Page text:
Thursday, April 24, 2003
AFTER ALL I DO FOR YOU...As you can well imagine I am just a hard-working, simple man trying to fulfill my responsibilities as an internationally famous food, wine and cultural anthropology writer.
All right, maybe parts of that statement are mildly exaggerated. I do however, whenever and wherever the call to action comes, steadfastly meet those obligations and carry on through trying assignments and explorations into restaurants and all manner of food, wine and spirits-serving establishments, all with the hope of sharing my adventures with you, my adoring public (both of you). It is a daunting task, one fraught with dangers--why, only last week I stained a brand-new shirt with a heavily extracted Australian Shiraz (there''s a redundancy for you).
Fortunately, I have been blessed with an atomic-powered digestive system, a world-class liver, a highly practical ability to function (a relative term) on very little sleep, and just enough stupidity to be willing to subject myself to the many rich meals, late nights and over-indulgence concomitant with the position (usually prostrate). Keeping in mind that all those social events and dining experiences I selflessly attend are the sacrifices I make for my art (art?), here are a few recommendations and recollections for you, dear readers.
JACKSON AND JOULLIAN...Check out my man Andrew Jackson''s dynamite paintings of bar and restaurant scenes opening Friday at the Monterey Conference Center''s Alvarado Gallery. Andrew, who achieved acclaim painting ethereal waterscapes in Hawaii, had tired of that style and was searching for something new. While accompanying his wife on her photographic outings to local watering holes where she would take long-exposure photos in existing light, showcasing an eerie, translucent quality, Jackson--or The General, as I like to call him--started to paint the scenes as they appeared in the photos, many on large canvasses. The result is an otherworldly glimpse inside the scenes captured by the photos, and they are stunning. The gallery is open from 8:30am to 4:30pm, Monday through Friday, and the exhibit includes the work of Julie Smith.
On Saturday, get on out to Joullian Vineyards for its fourth annual Wine & Wildflowers Springtime Open House, from 11am to 4pm. Joullian will team up with the Food Bank of Monterey County, so bring along donations of non-perishable food items, then enjoy the festivities. This is a great event for a great cause, in a fantastic location with wonderful, fun people. Don''t miss it. For details and directions call 659-2800.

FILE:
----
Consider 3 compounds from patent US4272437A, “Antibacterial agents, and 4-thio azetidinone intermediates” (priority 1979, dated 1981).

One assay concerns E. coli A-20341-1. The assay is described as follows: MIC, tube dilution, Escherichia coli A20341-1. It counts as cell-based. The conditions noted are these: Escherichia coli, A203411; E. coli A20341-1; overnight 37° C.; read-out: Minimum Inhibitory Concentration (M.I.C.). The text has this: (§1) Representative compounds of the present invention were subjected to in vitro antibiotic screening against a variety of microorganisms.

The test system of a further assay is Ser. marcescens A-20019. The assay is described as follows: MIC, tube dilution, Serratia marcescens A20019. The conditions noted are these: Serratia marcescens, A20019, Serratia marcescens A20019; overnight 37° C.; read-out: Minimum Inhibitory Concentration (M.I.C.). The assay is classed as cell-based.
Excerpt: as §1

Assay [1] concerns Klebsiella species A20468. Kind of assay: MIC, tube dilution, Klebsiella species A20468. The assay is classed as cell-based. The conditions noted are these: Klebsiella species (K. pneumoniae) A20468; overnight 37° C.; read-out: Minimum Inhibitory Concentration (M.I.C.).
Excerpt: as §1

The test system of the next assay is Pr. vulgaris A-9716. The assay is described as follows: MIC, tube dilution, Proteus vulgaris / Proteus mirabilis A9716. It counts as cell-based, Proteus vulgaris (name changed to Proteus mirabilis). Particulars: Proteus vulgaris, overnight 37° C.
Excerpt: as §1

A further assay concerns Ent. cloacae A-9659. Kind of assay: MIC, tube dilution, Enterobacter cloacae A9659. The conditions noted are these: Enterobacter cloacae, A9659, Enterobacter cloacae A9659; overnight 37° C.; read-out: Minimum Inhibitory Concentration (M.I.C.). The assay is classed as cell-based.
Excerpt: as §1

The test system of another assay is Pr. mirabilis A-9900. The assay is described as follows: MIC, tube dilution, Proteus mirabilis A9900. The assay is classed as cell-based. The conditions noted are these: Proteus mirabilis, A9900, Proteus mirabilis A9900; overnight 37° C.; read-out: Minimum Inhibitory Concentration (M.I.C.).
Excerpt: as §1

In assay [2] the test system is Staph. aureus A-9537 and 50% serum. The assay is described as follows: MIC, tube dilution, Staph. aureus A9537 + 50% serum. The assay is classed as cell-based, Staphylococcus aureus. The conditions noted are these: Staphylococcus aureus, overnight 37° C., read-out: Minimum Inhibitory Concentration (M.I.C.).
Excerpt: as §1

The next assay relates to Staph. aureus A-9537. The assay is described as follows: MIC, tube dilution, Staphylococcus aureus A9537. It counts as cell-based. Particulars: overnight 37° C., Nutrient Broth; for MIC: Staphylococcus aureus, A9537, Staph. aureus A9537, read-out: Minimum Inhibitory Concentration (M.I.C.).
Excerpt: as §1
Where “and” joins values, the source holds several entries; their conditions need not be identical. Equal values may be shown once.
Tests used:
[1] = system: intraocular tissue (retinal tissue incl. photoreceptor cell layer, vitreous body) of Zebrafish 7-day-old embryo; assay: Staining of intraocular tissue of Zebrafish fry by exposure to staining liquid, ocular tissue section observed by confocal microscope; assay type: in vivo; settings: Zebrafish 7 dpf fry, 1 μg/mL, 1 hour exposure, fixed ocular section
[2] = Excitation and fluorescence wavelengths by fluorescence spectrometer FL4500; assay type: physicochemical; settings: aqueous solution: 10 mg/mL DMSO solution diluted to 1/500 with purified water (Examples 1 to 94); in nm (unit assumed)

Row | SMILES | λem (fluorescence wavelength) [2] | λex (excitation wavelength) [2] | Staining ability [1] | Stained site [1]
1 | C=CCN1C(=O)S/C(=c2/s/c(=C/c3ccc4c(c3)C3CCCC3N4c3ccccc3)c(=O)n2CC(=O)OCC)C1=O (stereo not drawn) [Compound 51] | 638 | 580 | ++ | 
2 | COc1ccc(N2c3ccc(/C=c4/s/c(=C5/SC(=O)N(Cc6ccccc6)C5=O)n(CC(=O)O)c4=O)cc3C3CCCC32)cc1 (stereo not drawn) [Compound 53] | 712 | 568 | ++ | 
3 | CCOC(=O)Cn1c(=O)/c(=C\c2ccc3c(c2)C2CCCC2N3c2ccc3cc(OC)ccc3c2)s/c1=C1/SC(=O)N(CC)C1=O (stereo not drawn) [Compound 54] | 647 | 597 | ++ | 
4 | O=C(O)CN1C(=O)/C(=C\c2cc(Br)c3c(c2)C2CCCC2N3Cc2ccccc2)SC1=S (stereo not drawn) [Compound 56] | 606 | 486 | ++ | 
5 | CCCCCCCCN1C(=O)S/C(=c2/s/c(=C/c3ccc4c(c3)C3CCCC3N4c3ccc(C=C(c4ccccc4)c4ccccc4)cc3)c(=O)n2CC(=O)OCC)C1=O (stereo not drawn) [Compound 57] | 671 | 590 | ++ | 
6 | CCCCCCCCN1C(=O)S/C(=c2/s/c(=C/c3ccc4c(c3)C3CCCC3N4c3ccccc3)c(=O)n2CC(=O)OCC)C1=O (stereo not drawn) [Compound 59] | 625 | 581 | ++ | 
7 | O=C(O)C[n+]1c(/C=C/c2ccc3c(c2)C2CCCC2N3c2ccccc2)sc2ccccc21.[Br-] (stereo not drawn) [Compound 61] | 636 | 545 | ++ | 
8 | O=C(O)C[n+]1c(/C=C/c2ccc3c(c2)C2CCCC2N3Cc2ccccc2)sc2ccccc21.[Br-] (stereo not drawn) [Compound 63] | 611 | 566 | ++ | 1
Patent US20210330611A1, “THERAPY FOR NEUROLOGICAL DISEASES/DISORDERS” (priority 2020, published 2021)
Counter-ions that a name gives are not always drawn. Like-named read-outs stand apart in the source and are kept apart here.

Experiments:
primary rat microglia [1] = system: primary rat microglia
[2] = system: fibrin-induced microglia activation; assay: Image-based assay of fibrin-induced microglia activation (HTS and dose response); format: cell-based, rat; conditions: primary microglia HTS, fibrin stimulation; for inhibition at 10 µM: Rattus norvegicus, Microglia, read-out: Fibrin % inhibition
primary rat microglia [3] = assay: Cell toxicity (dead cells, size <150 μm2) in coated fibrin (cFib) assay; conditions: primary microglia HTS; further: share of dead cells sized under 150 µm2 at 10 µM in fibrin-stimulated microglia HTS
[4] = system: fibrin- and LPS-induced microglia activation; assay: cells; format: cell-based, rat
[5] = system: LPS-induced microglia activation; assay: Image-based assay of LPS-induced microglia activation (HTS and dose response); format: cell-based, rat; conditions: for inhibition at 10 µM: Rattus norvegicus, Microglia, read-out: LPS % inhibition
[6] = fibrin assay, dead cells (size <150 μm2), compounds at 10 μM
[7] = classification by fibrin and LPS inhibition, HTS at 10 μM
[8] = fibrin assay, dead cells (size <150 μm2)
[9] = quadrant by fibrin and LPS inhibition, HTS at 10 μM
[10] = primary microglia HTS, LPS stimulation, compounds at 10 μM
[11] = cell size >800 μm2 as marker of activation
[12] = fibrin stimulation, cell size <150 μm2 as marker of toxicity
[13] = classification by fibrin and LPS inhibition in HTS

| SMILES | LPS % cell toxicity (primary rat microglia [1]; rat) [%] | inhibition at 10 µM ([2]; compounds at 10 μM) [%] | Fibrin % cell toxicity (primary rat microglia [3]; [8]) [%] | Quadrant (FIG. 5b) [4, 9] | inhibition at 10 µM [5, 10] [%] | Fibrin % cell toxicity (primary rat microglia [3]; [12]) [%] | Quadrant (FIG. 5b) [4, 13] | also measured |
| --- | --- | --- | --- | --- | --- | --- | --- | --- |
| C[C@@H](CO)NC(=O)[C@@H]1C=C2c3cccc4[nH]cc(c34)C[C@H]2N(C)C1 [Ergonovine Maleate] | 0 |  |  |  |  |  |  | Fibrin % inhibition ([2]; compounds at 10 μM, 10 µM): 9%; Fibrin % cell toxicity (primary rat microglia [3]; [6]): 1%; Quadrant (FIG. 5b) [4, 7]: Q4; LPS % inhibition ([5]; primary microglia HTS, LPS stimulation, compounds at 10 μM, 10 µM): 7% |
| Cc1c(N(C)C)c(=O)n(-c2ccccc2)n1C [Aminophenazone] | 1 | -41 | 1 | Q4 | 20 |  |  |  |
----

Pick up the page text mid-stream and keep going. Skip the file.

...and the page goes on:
CHEF OF THE YEAR...The American Culinary Federation, Monterey Bay Chapter is about to hold its annual (the 29th) Chef of the Year Dinner and President''s Ball on Sunday, May 4. Leading the festivities and presenting the award will be the ever-ebullient Bert Cutino, who works a room like a Vegas comic. Also present will be local luminaries Sam Farr, Bruce McPherson and Leon Panetta, who, like all good politicians, certainly know where the best parties are. Follow their lead. This thing is open to regular folks as well, not just ACF members. Members $75 and non-members $90. The location ain''t too shabby at the Beach Club at Pebble Beach--hello. Hosting the shindig will be Executive Chef of the Pebble Beach empire, Jeffrey Jake. If you think overseeing food preparation in a world-class resort is tough, how about entertaining your peers for prom night? Now, that''s pressure baby. But ole'' Chef Jeff is up to the task. Send a check with all guests'' names to ACF, Monterey Bay Chapter, PO Box 7034, Carmel, CA, 93921, or call Chef Giacomo Stoltz at 601-2433.
JOYS OF EXCESS...Speaking of Pebble Beach, went dining with a foursome at the impeccable Club XIX the other night and endured a three-hour multi-course food and wine orgy that left us all spent of our sensory capabilities. After cocktails at the elegant bar and a touch of Champagne--one should try to always have a touch of Champagne--we adjourned to a beautiful table to begin the eating odyssey. I felt like a member of some royal family as Chef Phillip Baker''s creations arrived in a steady procession, like limos to the Academy Awards. Forks crossed into neighboring plates with abandon as we fell under the spell of this magical establishment.
There were other people there but we didn''t notice--the tables somehow impart a sense of protection from the world around you, only allowing in pleasurable sensations, in which we wallowed. Even the desserts, normally a food category in which I just cursorily indulge, were gracefully devoured until nothing remained but the memory. This was one of those experiences that I totally immerse myself in, shutting off my brain to fully indulge the senses. Life can be difficult, but I bear up under it for the good of us all.
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